From what I understand of putting alignment, the aim of the putter is determined by a perpendicular setup of the face to the intended starting line rather than aligning a parallel alignment marking. The reason, many if not most putter designs do not have "parallel" alignment aid/s. If they do, they need to have reasonable front to back depth or the "parallel" markings would be too short to be of any real assistance.
Given my reasoning, why is it that most putter designs "hide" part of the top line and face with a forward offset shaft or hosel? When you look at these styles of putters, as much as a third or more of the available "alignment" topline/face is hidden. I feel this has an impact on the user's ability to maximise their correct alignment potential.
Personally I favor a putter with no offset and if possible with the front edge of the shaft aligned some way back from the face eg Seemore FGP. This leaves a clear view of the topline and the best possible chance of perpendicular alignment. I know there are schools of thought on offset giving various benefits, but when you look closely you will see that most putter offsets are only the shaft thickness or less (<3/8"). Would the benefit of better alignment potential outweigh any other offset benefit/s. Your thoughts?
Offset hoseling has been around since at least 1900. This Willie Park model was pretty popular between 1900 and the 1930s:
Willie Park putter 1900
Walter Hagen's Willie Park putter 1925
So was Bobby Jones' Calamity Jane:
Jones' Calamity Jane 1930s
Today, there is the plumber's neck ubiquitous on the Ping-style putters since the late 1960s and 1970s:
Karsten Solheim's Ping Anser
The original impulse was a little shady under the Rules, as the Rules prohibit any "convex" face in the equipment provisions and also prohibit any stroke that is a "push, scrape, or spoon."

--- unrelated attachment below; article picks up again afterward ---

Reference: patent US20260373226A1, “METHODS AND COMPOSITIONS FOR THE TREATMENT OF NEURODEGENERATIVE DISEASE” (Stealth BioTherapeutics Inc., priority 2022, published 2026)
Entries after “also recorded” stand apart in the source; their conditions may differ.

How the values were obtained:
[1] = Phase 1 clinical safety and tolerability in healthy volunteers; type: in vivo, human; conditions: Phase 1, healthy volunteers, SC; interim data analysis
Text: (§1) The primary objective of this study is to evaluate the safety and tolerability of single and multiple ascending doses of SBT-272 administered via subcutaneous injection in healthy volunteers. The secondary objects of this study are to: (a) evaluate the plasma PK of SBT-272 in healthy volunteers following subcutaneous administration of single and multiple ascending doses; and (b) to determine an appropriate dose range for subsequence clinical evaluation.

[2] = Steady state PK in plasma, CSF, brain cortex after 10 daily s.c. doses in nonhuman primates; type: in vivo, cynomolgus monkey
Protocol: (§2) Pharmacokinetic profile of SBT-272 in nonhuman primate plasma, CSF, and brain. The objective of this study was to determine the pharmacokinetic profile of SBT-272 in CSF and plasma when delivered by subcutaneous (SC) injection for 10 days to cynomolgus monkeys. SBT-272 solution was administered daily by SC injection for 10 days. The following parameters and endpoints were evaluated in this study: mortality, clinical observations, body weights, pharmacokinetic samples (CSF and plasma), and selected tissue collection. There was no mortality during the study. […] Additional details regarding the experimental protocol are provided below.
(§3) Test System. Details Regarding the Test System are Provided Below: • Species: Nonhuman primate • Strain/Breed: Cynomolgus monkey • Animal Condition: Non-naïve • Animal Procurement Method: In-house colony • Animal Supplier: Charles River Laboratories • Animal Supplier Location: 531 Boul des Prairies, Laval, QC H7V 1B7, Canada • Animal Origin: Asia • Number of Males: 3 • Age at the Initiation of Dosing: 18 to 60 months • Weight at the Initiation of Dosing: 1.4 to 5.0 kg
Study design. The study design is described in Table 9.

There was an early club called a "spoon" and this sort of clubface was banned from the green as giving too much directional and other control to the golfer -- a putting stroke "must fairly hit" the ball, not take hold of the ball and throw it, as happens in a "push" in shuffleboard, a "scrape" by a rabbit's forelimbs and paws digging a hole on a links course, or a "spoon".
The offset with a goose-neck or plumber's neck design was sort of a way to take hold of the ball on the way by, with hands ahead of the ball at impact, and give the ball sort of a roll-toss or scoop. A bit shady, if you ask me, since it dilutes the "hit" called for by the Rules.
Tradition (or blind inertia) determines putter designs much more than purposeful innovation. It would be quite a stretch to attribute to putter designers any intent to "hide" the top line of the putter face.
The truth seems to be that putter designers of the past 100 years have never studied perception processes (too much trouble), and so don't know what they are doing with respect to the aiming visual and physical response of the golfer to the design. David Edel (David Edel Golf) is the first putter designer I have ever heard of who studies the effect of hosel design patterns on golfer perceptions in aiming the putter.
Golfers have long been repeating the old saw that "no good putter doesn't have his hands ahead thru impact" or words to that effect. Phil Mickelson repeats it, without saying why it might be so, in his recent book (Dec. 2009). Dave Stockton Jr. gives different explanations at different times, the most convincing one being that "hands ahead" (via forward press os a lagging of the putter thru impact somehow) basically firms up the back of the lead wrist by bowing the ligaments / tendons / cartilage in the structure. So? Apparently, this a) prevents "flipping wrists thru impact" and b) makes the movement more definitive and therefore controllable for line and touch. Eh, what're you gonna do?
The offset hoseling is not really needed to do what needs doing, even if you forward press or otherwise simply firm up the muscle tone in the lead wrist area without forward pressing. It's just something that got started in putter designs a long time ago and keeps on a-rollin' like the muddy river no one can stop.
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